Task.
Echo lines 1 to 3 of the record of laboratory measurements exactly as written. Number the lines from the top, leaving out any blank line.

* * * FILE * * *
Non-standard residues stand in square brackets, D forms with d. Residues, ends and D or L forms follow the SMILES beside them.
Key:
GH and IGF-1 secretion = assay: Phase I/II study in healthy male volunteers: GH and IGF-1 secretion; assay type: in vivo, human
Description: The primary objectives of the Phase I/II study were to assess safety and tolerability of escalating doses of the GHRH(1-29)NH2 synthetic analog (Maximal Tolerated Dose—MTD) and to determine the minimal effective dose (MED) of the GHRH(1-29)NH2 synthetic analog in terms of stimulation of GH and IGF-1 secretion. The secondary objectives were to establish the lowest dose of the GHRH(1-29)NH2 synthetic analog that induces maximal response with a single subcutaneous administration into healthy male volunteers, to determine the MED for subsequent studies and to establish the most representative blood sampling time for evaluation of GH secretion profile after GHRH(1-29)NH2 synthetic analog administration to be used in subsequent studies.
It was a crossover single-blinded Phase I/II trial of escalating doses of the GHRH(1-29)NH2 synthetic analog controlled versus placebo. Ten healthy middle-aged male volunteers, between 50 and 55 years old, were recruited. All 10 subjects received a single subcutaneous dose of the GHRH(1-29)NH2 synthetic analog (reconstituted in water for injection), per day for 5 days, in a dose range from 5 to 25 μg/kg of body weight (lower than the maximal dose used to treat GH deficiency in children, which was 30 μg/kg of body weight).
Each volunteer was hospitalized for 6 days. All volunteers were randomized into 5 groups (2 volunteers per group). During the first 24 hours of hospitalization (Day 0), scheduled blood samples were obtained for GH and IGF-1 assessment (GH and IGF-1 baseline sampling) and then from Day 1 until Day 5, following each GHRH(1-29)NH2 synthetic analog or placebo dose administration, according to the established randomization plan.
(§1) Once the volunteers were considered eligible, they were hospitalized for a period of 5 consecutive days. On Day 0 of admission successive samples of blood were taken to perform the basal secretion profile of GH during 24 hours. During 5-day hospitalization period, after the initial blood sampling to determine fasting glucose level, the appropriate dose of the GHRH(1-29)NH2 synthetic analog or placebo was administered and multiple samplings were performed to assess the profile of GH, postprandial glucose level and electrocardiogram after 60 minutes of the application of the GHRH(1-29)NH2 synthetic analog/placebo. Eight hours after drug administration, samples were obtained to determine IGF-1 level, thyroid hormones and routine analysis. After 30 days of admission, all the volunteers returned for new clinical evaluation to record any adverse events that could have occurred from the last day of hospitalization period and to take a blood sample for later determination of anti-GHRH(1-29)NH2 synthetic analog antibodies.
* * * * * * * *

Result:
Non-standard residues stand in square brackets, D forms with d. Residues, ends and D or L forms follow the SMILES beside them.
Key:
GH and IGF-1 secretion = assay: Phase I/II study in healthy male volunteers: GH and IGF-1 secretion; assay type: in vivo, human